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Walk by Faith, the second book the Saint Maggie Series, starts not with a bang but with a fire. And this sets the pace for the rest of the book, which moves quickly, jumping from scene to scene as it follows the principle characters from Blaineton to Gettysburg, to battlefields, and to Eli's sister's home.
Here's how the book's beginning reads:
She stood watching the flames lick upward. The air outside was bitterly cold as snow fell thick from a starless sky. And yet the heat coming from the house was strong – strong enough to make her sweat even though she was in the middle of the square.
Maggie Smith clutched her adopted son, Bob as if she was afraid the fire would shoot out and snatch him from her arms.
How did this horrible thing happen? Bewildered and strangely numb, she could only stand and watch as the Second Street Boarding House was swallowed up.
Standing beside Maggie and cradling her young son Natey, was Emily Johnson. For years, she and Maggie had stood side by side as they worked, laughed, and cried – something the town did not understand because they were different colors. How could a white woman and a black woman be friends? But the answer, incomprehensible to many, was that they found union in their similarities and understanding in their differences.
The acrid smoke burned Maggie’s eyes. She wiped at them with a hand and sighed. Ever since the war started, she and her two daughters had found themselves in their pre-1860 existence. Lydia’s husband, Edgar and Frankie’s beau, Patrick had both enlisted, and Maggie’s husband Eli, owner and editor of the town’s newspaper, the Blaineton Gazette, had left to report on the war. He took his reporter/photographer Chester Carson with him, leaving Maggie to edit and print the paper on her own. She now relied on Grandpa O’Reilly to help with the printing press. Sixteen-year-old Frankie who was teaching at the town school also assisted with writing and editing the Gazette.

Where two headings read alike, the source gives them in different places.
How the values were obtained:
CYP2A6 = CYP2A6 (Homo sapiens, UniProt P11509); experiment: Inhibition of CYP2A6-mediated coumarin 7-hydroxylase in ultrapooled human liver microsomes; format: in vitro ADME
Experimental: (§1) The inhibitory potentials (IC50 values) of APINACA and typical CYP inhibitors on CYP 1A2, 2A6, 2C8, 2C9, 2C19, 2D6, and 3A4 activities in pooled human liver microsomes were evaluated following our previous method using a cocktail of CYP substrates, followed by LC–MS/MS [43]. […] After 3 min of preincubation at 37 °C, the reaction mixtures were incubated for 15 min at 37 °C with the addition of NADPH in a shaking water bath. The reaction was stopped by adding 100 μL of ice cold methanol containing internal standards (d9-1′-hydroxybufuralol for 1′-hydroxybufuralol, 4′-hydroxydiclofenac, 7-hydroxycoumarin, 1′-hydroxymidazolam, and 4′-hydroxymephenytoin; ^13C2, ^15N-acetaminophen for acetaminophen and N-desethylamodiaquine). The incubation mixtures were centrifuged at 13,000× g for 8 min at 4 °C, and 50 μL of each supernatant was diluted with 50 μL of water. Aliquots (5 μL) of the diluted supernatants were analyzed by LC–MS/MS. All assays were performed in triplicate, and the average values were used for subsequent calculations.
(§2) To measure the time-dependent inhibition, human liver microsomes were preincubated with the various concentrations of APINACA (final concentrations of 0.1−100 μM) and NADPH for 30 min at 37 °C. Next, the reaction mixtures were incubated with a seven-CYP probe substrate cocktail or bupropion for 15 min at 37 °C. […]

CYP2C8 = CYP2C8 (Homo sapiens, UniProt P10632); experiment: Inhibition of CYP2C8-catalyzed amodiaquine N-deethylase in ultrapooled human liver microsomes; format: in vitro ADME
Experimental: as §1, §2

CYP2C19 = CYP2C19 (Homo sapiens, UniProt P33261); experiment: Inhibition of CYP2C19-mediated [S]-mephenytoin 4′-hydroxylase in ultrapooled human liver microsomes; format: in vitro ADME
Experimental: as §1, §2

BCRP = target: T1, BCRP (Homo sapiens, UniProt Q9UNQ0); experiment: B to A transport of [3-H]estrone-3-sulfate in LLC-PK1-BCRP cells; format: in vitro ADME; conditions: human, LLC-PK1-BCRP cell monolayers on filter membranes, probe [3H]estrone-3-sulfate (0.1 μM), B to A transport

Maggie and her girls had made their own way in the time between her first husband, John Blaine’s death in 1850 and her 1860 marriage to Eli. This time, however, they found themselves working in a boarding house nearly devoid of men. The war had taken most of them, with the exception of Grandpa O’Reilly, who was too old to enlist, and Emily’s husband Nate, who was a man of color. Nate had become eligible for service by an act of Congress in July of 1862. He wanted to join the fight, but so far, the 54th Massachusetts Volunteers, formed in January 1863, was the only black regiment. Nate was hoping New Jersey would create a black regiment of its own.
The departure of most of Maggie’s boarders had an economic impact, too. The Second Street rooming house now struggled to bring in a modest income. It was kept afloat by Nate’s job at the Beatty Carriage Manufactory, the Gazette, Frankie’s salary as a teacher, and Lydia’s income as Dr. Lightner’s assistant. New boarder Matilda had started taking in mending to help out. Survival was not easy, not that it ever was.
“And now this,” Maggie whispered, as the roaring, powerful flames devoured the only thing that truly had belonged to her.
And now this. It leads the boarding house family to relocate twice.
The first is to Maggie's brother's house, which is a mansion and has plenty of room for everyone. But then Eli arrives on the scene with a plan to move everyone to his family's old house in Gettysburg, Pennsylvania.
Maggie resists the idea, but Eli prevails, something that starts the first crack in their relationship.
Now, Maggie must do something she has never done before: find her way, and her family's way, in a new place.
But is this new place safe?
No. Of course not. It's Gettysburg. I know that, and you know that.
But Maggie does not. And neither does Eli.
More about Walk by Faith in upcoming posts.
Have a good evening, friends! And remember to be kind,
Janet R. Stafford
Janet Stafford, Squeaking Pips Founder